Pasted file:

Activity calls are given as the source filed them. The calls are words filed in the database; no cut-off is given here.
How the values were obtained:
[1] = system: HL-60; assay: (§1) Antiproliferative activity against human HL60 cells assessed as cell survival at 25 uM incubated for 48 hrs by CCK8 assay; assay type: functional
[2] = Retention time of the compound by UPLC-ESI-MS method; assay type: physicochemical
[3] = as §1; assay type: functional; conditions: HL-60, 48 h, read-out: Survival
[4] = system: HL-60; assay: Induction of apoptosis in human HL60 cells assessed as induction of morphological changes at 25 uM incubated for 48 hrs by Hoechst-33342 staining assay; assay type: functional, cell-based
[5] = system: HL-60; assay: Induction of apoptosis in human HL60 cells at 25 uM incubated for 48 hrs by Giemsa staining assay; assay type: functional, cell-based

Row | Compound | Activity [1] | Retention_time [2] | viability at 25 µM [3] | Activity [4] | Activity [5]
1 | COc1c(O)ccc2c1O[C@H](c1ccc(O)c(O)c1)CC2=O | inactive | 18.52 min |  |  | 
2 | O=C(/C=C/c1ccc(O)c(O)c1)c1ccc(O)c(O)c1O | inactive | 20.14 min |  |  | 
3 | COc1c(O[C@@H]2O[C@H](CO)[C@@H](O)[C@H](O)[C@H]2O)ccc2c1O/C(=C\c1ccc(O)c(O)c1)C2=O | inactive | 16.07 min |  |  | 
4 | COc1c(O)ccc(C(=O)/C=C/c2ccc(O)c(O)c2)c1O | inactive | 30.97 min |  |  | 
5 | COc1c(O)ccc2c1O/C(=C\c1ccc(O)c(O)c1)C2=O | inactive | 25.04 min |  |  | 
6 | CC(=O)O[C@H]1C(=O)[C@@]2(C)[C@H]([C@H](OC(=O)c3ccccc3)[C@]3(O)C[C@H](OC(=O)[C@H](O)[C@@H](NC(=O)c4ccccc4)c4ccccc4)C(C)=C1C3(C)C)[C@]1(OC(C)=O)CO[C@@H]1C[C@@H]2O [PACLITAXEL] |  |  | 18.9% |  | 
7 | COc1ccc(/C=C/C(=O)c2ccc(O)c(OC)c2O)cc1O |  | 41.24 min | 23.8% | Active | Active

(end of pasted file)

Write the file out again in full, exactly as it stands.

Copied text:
Activity calls are given as the source filed them. The calls are words filed in the database; no cut-off is given here.
How the values were obtained:
[1] = system: HL-60; assay: (§1) Antiproliferative activity against human HL60 cells assessed as cell survival at 25 uM incubated for 48 hrs by CCK8 assay; assay type: functional
[2] = Retention time of the compound by UPLC-ESI-MS method; assay type: physicochemical
[3] = as §1; assay type: functional; conditions: HL-60, 48 h, read-out: Survival
[4] = system: HL-60; assay: Induction of apoptosis in human HL60 cells assessed as induction of morphological changes at 25 uM incubated for 48 hrs by Hoechst-33342 staining assay; assay type: functional, cell-based
[5] = system: HL-60; assay: Induction of apoptosis in human HL60 cells at 25 uM incubated for 48 hrs by Giemsa staining assay; assay type: functional, cell-based

Row | Compound | Activity [1] | Retention_time [2] | viability at 25 µM [3] | Activity [4] | Activity [5]
1 | COc1c(O)ccc2c1O[C@H](c1ccc(O)c(O)c1)CC2=O | inactive | 18.52 min |  |  | 
2 | O=C(/C=C/c1ccc(O)c(O)c1)c1ccc(O)c(O)c1O | inactive | 20.14 min |  |  | 
3 | COc1c(O[C@@H]2O[C@H](CO)[C@@H](O)[C@H](O)[C@H]2O)ccc2c1O/C(=C\c1ccc(O)c(O)c1)C2=O | inactive | 16.07 min |  |  | 
4 | COc1c(O)ccc(C(=O)/C=C/c2ccc(O)c(O)c2)c1O | inactive | 30.97 min |  |  | 
5 | COc1c(O)ccc2c1O/C(=C\c1ccc(O)c(O)c1)C2=O | inactive | 25.04 min |  |  | 
6 | CC(=O)O[C@H]1C(=O)[C@@]2(C)[C@H]([C@H](OC(=O)c3ccccc3)[C@]3(O)C[C@H](OC(=O)[C@H](O)[C@@H](NC(=O)c4ccccc4)c4ccccc4)C(C)=C1C3(C)C)[C@]1(OC(C)=O)CO[C@@H]1C[C@@H]2O [PACLITAXEL] |  |  | 18.9% |  | 
7 | COc1ccc(/C=C/C(=O)c2ccc(O)c(OC)c2O)cc1O |  | 41.24 min | 23.8% | Active | Active